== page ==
July 28, 2022 -- Antibiotic prophylaxis guidelines to prevent endocarditis following dental care vary, but most support its use despite the risk of antimicrobial resistance, according to a systematic review published on July 25 in Oral Surgery, Oral Medicine, Oral Pathology and Oral Radiology.
Though guidance from the U.K.'s National Institute of Health and Care Excellence (NICE) scored highest on a development methodology and reporting transparency assessment in comparison to clinical practice guidelines (CPGs) from organizations in the U.S., Europe, and Japan, the recommendations mostly were similar except in relation to recommending antibiotic prophylaxis before high-risk dental procedures. NICE recommended against using antibiotic prophylaxis for people undergoing any dental procedure, the authors wrote.
"Three out of four CPGs support that the benefits of prevention of infective endocarditis outweigh the risks of antibiotic resistance," wrote the authors, led by Dr. Ronald S. Brown, professor emeritus of the department of oral diagnosis and radiology at Howard University in Washington, D.C.
Lately, the use of preventive antibiotics has been a hot topic in dentistry due to the rise in antibiotic-resistant bacterial strains and related deaths. To assess the quality of guidelines for the use of antibiotic prophylaxis to prevent infective endocarditis in indicated dental procedures, the authors evaluated de novo guidelines published between January 2011 and January 2022.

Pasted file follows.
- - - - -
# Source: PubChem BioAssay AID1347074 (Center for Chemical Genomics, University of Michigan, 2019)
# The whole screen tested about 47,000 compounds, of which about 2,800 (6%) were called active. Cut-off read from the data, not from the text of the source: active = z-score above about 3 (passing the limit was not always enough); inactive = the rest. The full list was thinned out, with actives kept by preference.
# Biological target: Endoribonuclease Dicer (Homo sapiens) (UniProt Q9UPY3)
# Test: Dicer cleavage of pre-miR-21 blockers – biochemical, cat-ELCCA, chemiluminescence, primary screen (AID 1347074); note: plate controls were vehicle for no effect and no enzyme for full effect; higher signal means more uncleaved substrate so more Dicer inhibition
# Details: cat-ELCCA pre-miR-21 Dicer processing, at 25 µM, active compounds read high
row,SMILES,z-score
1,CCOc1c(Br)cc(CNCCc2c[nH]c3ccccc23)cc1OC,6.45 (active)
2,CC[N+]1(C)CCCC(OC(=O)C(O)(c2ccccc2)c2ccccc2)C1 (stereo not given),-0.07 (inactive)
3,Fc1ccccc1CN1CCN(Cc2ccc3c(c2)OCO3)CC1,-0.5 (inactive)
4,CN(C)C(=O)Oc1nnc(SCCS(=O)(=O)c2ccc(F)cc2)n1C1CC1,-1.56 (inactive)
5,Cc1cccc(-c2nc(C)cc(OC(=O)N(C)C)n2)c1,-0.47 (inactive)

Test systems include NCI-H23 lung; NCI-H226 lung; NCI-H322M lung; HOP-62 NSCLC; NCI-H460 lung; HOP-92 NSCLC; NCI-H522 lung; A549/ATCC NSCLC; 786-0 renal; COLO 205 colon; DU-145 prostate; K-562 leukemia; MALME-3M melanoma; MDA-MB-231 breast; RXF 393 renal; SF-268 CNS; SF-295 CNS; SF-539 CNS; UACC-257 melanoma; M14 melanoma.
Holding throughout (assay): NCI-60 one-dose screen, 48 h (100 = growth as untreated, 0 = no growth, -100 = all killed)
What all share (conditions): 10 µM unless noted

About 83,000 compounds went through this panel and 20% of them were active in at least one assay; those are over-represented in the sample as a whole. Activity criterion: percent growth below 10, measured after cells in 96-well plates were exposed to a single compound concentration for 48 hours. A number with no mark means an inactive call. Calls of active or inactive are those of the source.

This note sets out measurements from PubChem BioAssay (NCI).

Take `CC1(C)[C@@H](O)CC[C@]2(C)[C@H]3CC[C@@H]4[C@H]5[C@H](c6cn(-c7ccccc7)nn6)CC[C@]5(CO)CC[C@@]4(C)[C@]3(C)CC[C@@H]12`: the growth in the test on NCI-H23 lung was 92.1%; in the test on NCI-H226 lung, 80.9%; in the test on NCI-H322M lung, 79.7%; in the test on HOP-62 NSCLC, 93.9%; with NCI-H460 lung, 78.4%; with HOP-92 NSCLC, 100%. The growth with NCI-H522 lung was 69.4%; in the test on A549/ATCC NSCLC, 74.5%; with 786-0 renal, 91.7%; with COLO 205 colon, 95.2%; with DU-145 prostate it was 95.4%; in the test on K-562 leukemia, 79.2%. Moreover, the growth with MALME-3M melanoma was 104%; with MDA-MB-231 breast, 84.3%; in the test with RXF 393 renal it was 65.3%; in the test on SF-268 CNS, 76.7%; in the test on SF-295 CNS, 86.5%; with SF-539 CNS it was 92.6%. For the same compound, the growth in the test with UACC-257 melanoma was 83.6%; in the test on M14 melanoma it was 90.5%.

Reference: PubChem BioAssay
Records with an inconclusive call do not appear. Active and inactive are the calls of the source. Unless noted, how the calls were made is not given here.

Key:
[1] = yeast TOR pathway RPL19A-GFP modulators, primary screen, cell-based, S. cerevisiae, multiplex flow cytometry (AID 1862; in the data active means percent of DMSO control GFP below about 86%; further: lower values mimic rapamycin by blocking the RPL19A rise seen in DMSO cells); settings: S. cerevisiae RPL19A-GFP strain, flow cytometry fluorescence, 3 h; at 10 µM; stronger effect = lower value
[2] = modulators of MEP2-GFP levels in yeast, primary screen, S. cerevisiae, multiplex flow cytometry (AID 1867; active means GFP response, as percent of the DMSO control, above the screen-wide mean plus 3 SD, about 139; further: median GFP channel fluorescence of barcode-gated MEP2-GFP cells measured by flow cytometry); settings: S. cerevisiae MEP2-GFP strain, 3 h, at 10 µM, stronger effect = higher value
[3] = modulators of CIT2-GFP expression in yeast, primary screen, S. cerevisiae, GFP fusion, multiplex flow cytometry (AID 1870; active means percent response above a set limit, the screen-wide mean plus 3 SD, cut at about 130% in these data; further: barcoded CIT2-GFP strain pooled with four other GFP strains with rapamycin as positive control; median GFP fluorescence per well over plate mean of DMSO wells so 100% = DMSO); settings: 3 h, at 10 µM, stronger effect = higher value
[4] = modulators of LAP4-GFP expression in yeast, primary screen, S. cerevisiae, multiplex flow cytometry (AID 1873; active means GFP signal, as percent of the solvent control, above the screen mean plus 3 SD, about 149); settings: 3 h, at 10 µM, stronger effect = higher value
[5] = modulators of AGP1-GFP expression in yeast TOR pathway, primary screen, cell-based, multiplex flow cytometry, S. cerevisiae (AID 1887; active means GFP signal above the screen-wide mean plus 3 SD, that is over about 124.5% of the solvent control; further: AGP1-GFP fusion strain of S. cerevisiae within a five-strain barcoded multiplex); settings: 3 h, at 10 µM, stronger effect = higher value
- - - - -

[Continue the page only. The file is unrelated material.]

Using the Appraisal of Guidelines for Research and Evaluation (AGREE) II instrument, four reviewers independently appraised guidelines from NICE, the European Society of Cardiology (ESC), the American Heart Association (AHA), and the Japanese Circulation Society (JCS).
Reviewers scored each guideline on scope and purpose, stakeholder involvement, rigor of development, clarity and presentation, applicability, and editorial independence. Each standardized domain score had a cutoff point of 70% for high quality, according to the review.
Overall, guidelines from NICE had the highest assessment at 92%, followed by those from JCS with 71%, the ESC with 63%, and, finally, the AHA with a score of 58%. NICE's and JCS' guidance were deemed as high-quality guidance by the reviewers, while ESC's and AHA's were considered only moderate quality.
AHA and ESC scored lower, because their recommendations did not clearly describe the roles of the guideline developers, and none of the developers were pharmacists or nurses. Also, they lost points due to their simple methodology report and limited literature search evidence, the authors wrote.
In terms of similarities, all four guidelines included a description of the high-risk patients who require antibiotic prophylaxis against infective endocarditis before high-risk procedures. Discrepancies included recommending antibiotic prophylaxis before high-risk dental procedures and recommended antibiotics.
The AHA, ESC, JCS guidelines recommended the use of preventive antibiotics for high-risk patients, but the U.K.'s guidelines recommended against using them for all people undergoing any dental procedure, they wrote.
ESC and JCS recommend clindamycin for antibiotic prophylaxis against endocarditis in patients with severe ß-lactam allergies, but the AHA does not. The AHA no longer recommends clindamycin because it can cause more frequent, severe adverse reactions than other antibiotics, the authors wrote.
Nonetheless, the review had a limitation. Though the AGREE II instrument assessed guideline development methodology and transparency of reporting, it failed to measure the potential effects of recommendations on patient outcomes or the clinical credibility of recommendations, the authors wrote.
Antibiotic prophylaxis for infective endocarditis remains a controversial topic since dentists are divided on its importance, they wrote.
"In that AP (antibiotic prophylaxis) for IE (infective endocarditis) has been the established standard of care for many years, it is our opinion that most dentists will readily follow those guidelines which continue to recommend AP for IE," Brown and colleagues wrote.